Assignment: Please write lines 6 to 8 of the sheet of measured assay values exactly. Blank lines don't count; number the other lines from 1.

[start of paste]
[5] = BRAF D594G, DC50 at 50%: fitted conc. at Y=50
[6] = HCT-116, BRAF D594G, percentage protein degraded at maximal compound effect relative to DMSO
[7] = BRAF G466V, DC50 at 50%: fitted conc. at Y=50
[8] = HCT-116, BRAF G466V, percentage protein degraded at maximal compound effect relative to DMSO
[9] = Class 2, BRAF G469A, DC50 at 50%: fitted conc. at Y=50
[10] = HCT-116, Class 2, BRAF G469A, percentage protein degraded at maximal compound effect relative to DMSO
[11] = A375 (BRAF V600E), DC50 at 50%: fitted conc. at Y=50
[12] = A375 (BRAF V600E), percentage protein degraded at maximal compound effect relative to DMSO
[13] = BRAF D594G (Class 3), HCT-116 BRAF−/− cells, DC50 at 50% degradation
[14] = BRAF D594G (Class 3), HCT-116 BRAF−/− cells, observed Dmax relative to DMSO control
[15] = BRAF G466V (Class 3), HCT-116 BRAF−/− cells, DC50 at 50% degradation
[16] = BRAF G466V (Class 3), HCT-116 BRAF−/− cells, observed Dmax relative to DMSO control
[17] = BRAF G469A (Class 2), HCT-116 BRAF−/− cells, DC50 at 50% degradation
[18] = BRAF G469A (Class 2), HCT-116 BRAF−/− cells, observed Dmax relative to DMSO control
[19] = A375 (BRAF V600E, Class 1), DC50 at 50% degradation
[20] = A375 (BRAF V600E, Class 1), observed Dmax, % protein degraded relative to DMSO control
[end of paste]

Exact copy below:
[10] = HCT-116, Class 2, BRAF G469A, percentage protein degraded at maximal compound effect relative to DMSO
[11] = A375 (BRAF V600E), DC50 at 50%: fitted conc. at Y=50
[12] = A375 (BRAF V600E), percentage protein degraded at maximal compound effect relative to DMSO